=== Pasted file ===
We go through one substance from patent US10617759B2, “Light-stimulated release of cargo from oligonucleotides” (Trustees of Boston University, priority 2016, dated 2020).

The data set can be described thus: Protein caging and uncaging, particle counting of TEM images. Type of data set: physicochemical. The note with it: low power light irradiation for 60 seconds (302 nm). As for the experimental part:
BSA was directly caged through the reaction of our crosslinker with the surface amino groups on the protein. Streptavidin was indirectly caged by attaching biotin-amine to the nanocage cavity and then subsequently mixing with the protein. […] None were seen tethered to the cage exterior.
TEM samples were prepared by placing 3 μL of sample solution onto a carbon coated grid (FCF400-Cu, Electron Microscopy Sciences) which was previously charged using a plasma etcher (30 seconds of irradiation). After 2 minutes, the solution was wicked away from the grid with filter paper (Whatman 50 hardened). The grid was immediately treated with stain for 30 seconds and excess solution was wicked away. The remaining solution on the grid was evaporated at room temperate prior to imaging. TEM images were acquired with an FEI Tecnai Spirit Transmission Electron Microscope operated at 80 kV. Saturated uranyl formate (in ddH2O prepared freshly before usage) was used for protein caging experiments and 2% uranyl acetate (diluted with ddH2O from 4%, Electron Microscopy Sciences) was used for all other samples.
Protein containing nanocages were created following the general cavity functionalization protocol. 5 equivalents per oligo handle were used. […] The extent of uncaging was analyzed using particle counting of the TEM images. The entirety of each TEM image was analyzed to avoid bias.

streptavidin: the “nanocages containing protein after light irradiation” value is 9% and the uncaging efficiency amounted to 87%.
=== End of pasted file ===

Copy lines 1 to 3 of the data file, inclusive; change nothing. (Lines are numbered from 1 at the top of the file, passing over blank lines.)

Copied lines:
We go through one substance from patent US10617759B2, “Light-stimulated release of cargo from oligonucleotides” (Trustees of Boston University, priority 2016, dated 2020).

The data set can be described thus: Protein caging and uncaging, particle counting of TEM images. Type of data set: physicochemical. The note with it: low power light irradiation for 60 seconds (302 nm). As for the experimental part:
BSA was directly caged through the reaction of our crosslinker with the surface amino groups on the protein. Streptavidin was indirectly caged by attaching biotin-amine to the nanocage cavity and then subsequently mixing with the protein. […] None were seen tethered to the cage exterior.